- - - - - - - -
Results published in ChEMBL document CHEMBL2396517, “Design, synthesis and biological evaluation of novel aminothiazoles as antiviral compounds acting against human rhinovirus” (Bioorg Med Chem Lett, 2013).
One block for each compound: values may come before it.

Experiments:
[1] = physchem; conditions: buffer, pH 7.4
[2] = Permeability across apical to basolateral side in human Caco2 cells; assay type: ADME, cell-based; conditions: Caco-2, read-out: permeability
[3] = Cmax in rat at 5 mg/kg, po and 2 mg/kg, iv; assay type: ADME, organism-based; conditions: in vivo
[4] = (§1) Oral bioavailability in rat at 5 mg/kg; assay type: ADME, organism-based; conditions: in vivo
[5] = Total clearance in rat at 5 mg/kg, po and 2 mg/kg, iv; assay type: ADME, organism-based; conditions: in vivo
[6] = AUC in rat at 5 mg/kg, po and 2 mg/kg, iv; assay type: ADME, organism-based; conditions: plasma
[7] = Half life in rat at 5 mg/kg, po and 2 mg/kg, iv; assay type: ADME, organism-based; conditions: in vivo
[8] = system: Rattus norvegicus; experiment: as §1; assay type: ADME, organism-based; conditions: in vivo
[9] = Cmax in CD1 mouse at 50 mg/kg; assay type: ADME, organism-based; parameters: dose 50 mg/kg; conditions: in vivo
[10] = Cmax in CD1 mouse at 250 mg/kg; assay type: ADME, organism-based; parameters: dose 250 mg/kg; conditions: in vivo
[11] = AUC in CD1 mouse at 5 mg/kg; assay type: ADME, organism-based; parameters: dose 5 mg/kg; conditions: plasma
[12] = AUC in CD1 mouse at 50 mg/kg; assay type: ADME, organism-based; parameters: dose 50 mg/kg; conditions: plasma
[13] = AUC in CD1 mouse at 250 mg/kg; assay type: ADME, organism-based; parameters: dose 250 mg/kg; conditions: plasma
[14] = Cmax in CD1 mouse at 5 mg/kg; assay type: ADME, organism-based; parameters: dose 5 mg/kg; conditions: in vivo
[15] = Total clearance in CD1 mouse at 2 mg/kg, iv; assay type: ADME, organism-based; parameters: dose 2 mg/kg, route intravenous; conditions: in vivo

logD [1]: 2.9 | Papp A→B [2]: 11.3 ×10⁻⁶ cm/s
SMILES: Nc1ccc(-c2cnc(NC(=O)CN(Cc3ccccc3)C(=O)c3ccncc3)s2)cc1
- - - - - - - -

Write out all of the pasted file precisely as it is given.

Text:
Results published in ChEMBL document CHEMBL2396517, “Design, synthesis and biological evaluation of novel aminothiazoles as antiviral compounds acting against human rhinovirus” (Bioorg Med Chem Lett, 2013).
One block for each compound: values may come before it.

Experiments:
[1] = physchem; conditions: buffer, pH 7.4
[2] = Permeability across apical to basolateral side in human Caco2 cells; assay type: ADME, cell-based; conditions: Caco-2, read-out: permeability
[3] = Cmax in rat at 5 mg/kg, po and 2 mg/kg, iv; assay type: ADME, organism-based; conditions: in vivo
[4] = (§1) Oral bioavailability in rat at 5 mg/kg; assay type: ADME, organism-based; conditions: in vivo
[5] = Total clearance in rat at 5 mg/kg, po and 2 mg/kg, iv; assay type: ADME, organism-based; conditions: in vivo
[6] = AUC in rat at 5 mg/kg, po and 2 mg/kg, iv; assay type: ADME, organism-based; conditions: plasma
[7] = Half life in rat at 5 mg/kg, po and 2 mg/kg, iv; assay type: ADME, organism-based; conditions: in vivo
[8] = system: Rattus norvegicus; experiment: as §1; assay type: ADME, organism-based; conditions: in vivo
[9] = Cmax in CD1 mouse at 50 mg/kg; assay type: ADME, organism-based; parameters: dose 50 mg/kg; conditions: in vivo
[10] = Cmax in CD1 mouse at 250 mg/kg; assay type: ADME, organism-based; parameters: dose 250 mg/kg; conditions: in vivo
[11] = AUC in CD1 mouse at 5 mg/kg; assay type: ADME, organism-based; parameters: dose 5 mg/kg; conditions: plasma
[12] = AUC in CD1 mouse at 50 mg/kg; assay type: ADME, organism-based; parameters: dose 50 mg/kg; conditions: plasma
[13] = AUC in CD1 mouse at 250 mg/kg; assay type: ADME, organism-based; parameters: dose 250 mg/kg; conditions: plasma
[14] = Cmax in CD1 mouse at 5 mg/kg; assay type: ADME, organism-based; parameters: dose 5 mg/kg; conditions: in vivo
[15] = Total clearance in CD1 mouse at 2 mg/kg, iv; assay type: ADME, organism-based; parameters: dose 2 mg/kg, route intravenous; conditions: in vivo

logD [1]: 2.9 | Papp A→B [2]: 11.3 ×10⁻⁶ cm/s
SMILES: Nc1ccc(-c2cnc(NC(=O)CN(Cc3ccccc3)C(=O)c3ccncc3)s2)cc1